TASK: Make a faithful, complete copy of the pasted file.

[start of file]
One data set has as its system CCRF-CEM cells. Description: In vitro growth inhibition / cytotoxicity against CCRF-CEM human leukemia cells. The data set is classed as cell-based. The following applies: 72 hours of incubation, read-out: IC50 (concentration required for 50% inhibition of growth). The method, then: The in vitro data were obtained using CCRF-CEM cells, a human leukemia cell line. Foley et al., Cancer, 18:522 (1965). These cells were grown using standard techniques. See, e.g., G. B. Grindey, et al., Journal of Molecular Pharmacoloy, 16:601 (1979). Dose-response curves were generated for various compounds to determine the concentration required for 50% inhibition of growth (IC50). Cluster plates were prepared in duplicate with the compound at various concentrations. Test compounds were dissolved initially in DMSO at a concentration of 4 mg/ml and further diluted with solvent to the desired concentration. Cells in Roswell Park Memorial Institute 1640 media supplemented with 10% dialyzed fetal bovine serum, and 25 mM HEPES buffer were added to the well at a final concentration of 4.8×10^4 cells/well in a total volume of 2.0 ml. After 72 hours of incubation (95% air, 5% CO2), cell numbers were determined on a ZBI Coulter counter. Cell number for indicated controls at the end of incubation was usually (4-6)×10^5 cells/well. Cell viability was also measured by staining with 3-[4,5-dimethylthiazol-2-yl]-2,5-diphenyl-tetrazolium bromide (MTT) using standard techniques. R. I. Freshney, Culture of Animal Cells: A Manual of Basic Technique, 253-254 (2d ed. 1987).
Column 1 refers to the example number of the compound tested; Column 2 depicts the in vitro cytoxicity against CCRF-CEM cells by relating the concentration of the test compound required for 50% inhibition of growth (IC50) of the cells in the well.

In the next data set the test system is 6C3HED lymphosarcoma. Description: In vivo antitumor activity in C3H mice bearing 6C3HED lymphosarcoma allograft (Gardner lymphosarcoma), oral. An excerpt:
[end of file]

One data set has as its system CCRF-CEM cells. Description: In vitro growth inhibition / cytotoxicity against CCRF-CEM human leukemia cells. The data set is classed as cell-based. The following applies: 72 hours of incubation, read-out: IC50 (concentration required for 50% inhibition of growth). The method, then: The in vitro data were obtained using CCRF-CEM cells, a human leukemia cell line. Foley et al., Cancer, 18:522 (1965). These cells were grown using standard techniques. See, e.g., G. B. Grindey, et al., Journal of Molecular Pharmacoloy, 16:601 (1979). Dose-response curves were generated for various compounds to determine the concentration required for 50% inhibition of growth (IC50). Cluster plates were prepared in duplicate with the compound at various concentrations. Test compounds were dissolved initially in DMSO at a concentration of 4 mg/ml and further diluted with solvent to the desired concentration. Cells in Roswell Park Memorial Institute 1640 media supplemented with 10% dialyzed fetal bovine serum, and 25 mM HEPES buffer were added to the well at a final concentration of 4.8×10^4 cells/well in a total volume of 2.0 ml. After 72 hours of incubation (95% air, 5% CO2), cell numbers were determined on a ZBI Coulter counter. Cell number for indicated controls at the end of incubation was usually (4-6)×10^5 cells/well. Cell viability was also measured by staining with 3-[4,5-dimethylthiazol-2-yl]-2,5-diphenyl-tetrazolium bromide (MTT) using standard techniques. R. I. Freshney, Culture of Animal Cells: A Manual of Basic Technique, 253-254 (2d ed. 1987).
Column 1 refers to the example number of the compound tested; Column 2 depicts the in vitro cytoxicity against CCRF-CEM cells by relating the concentration of the test compound required for 50% inhibition of growth (IC50) of the cells in the well.

In the next data set the test system is 6C3HED lymphosarcoma. Description: In vivo antitumor activity in C3H mice bearing 6C3HED lymphosarcoma allograft (Gardner lymphosarcoma), oral. An excerpt: